Très bien Cyril!
Congratulations to Cyril Beyney upon a successful completion of his Masters of Science in Industrial and Systems Engineering from the University of Oklahoma.
On December 10, 2015, Cyril presented and successfully defended his thesis entitled, “Quantitative analysis of social media sensitivity to natural disasters”. The committee members, Dr. Charles Nicholson, Dr. Hank Grant, and Dr. Kash Barker, unanimously agree that the work and novel contribution meet or exceed the standards for Master-level research. His research is a first step in a nearly untouched area of social media analysis, namely how and under what circumstances can social media be used to inform decision makers during and after disastrous events to improve society’s resilience.
His work offers a quantitative analysis of the sensitivity of Twitter as a sensor to detect and measure social effects under different natural hazards including tornadoes (an all too common event in Oklahoma!), major winter storms, and forest fires.
Quantitative analysis of social media sensitivity to natural disasters
Social media platforms such as Facebook or Twitter have become a major tool for people to communicate, and for news media to relay their content. In parallel with this growth, researchers have started to use social media in various domains of study, including the analysis of people’s behavior during natural disasters. Diverse aspects of this behavior have been studied in the literature, including the detection of a disaster, the variations of the sentiment expressed, the differences regarding the distance to a disaster, or even the improvements of relevant content labeling. To the best of our knowledge, no study has been conducted that considers Twitter as a sensor with different sensitivity levels to different types of natural disasters under various circumstances.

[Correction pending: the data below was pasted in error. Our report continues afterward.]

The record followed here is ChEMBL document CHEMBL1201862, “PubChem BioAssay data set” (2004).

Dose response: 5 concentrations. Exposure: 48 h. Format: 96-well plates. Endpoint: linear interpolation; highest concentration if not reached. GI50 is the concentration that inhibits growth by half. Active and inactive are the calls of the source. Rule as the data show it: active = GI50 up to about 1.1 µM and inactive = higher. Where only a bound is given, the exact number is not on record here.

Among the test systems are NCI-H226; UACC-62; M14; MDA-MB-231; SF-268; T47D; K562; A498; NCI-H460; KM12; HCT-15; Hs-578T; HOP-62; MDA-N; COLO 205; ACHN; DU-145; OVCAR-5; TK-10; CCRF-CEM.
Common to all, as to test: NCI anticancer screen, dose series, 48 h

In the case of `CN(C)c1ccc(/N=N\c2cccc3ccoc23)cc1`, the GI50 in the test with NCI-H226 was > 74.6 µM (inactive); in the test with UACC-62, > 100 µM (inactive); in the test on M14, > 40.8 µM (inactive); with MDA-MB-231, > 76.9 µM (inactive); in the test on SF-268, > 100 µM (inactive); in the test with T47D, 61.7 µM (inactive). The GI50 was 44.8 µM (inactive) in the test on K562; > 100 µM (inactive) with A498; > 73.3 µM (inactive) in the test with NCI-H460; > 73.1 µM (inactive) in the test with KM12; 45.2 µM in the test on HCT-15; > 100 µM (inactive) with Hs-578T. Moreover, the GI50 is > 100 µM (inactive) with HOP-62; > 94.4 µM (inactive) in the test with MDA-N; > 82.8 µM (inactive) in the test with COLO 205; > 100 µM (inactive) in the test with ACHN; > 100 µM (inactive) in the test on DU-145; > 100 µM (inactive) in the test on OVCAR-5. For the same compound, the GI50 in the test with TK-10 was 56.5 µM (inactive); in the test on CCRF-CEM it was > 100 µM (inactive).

We select 5 natural disasters of different types occurring in recent years, and for each of them we detect the shifts in behavior of the Twitter data in order to compare and contrast before, during and after the disaster the variations of tweet frequency, the proximity to the center of the disaster, the variations of sentiment expressed and the variations of tweet frequency by level of social vulnerability.
The results obtained in the empirical analysis demonstrate that Twitter is indeed a social sensor with different sensitivity levels to natural disasters. As a matter of fact we observe, depending on the type of disaster, different patterns of tweet frequency and proximity-to-disaster; negative sentiment tweets also tend to cluster closer to the disaster during the disrupted period, and finally areas with high level of social vulnerability are generally more sensitive compared to the others. The lack of available data can sometimes be an issue, but this work is an important finding to define Twitter as a social sensor to natural disasters.
Besides the tremendous work Cyril completed to be able to capture, process, clean, and filter the vast amount of available data, his contribution also includes a novel lexicon building approach to help isolate disaster related informative content.
Congratulations again to Cyril on a job well done.